The region delimited by the upper and lower diaphragms 40, 56, and the frit 58 (that is, the thin, disk-shaped region between the conductive coatings 60, 62, and 64), constitutes an inner pressure chamber. The pressure in the inner pressure chamber will normally be the reference pressure Pr, that is, the pressure relative to which the test pressure is to be measured by the transducer. The manner in which pressure may be applied to this inner pressure chamber is illustrated in FIG. 4. In FIG. 4, the upper and lower coatings (60 and 62 in FIG. 3) have been deleted only for the sake of clarity of explanation. As FIG. 4 shows, the inner channel 41 extends through the upper ceramic member 32 substantially perpendicular to the planar lower surface of the upper ceramic member, and opens upward into the second port 22 and downward into the inner pressure chamber. In order to seal off the inner channel from the upper pressure chamber (the upper recess 38), an additional O-ring 70 may be mounted in a corresponding annular groove 72 in the upper ceramic member 32.
FIGS. 3 and 4 show the way in which pressure is applied to the upper and lower pressure chambers (the upper and lower recesses 38, 54, respectively), and the way in which pressure is maintained the same in each of these outer chambers. As seen in FIG. 4, the first port 20 opens into the upper chamber. As FIG. 3 shows, however, the upper chamber is in communication with the lower chamber through the outer channel 36, which also passes through the glass frit 58. The pressure in the upper and lower chambers is preferably the test pressure Pt.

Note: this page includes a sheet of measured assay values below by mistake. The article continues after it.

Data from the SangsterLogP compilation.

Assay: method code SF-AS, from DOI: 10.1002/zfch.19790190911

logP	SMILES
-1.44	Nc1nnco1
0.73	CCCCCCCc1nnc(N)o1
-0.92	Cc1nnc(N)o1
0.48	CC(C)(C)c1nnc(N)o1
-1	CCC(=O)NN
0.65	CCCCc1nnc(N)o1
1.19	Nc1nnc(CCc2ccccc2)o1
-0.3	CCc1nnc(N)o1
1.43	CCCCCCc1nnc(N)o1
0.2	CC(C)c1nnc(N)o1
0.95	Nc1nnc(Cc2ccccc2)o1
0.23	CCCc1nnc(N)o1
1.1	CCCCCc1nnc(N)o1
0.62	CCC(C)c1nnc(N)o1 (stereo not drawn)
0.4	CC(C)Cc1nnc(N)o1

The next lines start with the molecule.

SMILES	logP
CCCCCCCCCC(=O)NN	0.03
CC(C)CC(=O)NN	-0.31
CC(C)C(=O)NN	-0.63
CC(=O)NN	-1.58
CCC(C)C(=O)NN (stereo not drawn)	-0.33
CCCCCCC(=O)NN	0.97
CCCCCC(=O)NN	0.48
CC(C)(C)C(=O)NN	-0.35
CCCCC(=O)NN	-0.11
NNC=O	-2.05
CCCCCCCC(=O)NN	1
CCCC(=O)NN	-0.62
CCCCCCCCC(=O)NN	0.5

The operation of the transducer will now be described with reference primarily to FIGS. 3, 4. A source of reference pressure (not shown) is connected using known methods to the second port 22. The reference pressure Pr is thereby communicated to the inner pressure chamber.
The first port 20 is then connected to a source of test pressure Pt. In many applications, the test pressure Pt will be the ambient pressure, in which cases the first port 20 may simply be left open and need not be connected to any pressure transmitting pipe or hose. Such pipes or hoses may, however, easily be connected using known methods to the first port, if the source of test pressure is located at a distance from the transducer itself. The test pressure is then communicated to the outer pressure chambers through the outer channel 36, which is preferably large enough in cross section to transmit pressure fluctuations rapidly and without increase due to constriction.
If Pr=Pt, no pressure-induced resultant force will act on the upper and lower diaphragms 40, 56, which will therefore remain essentially parallel. As Pt increases above Pr, however, the diaphragms 40, 56 will be forced toward each other. This will in turn decrease the distance between the conductive coatings 60, 62, and will cause an increase in the capacitance Ct of the conductively coated diaphragms.
Since the annular conductive reference coating 64 is located radially at or beyond the outer circumference of the upper recess 38 where the upper and lower ceramic members 12, 14, thicken and become relatively rigid, the distance between the reference coating 64 and the lower, conductive ground coating 62 will not change significantly as Pt varies relative to Pr. A reference capacitance Cr is thereby established over the annular conductive reference coating 64 and the conductive ground coating 62.
As Pt increases above Pr, the diaphragms 40, 56 are forced toward each other. This will in turn decrease the distance between the conductive coatings 60, 62, and will cause an increase in the capacitance Ct of the conductively coated diaphragms.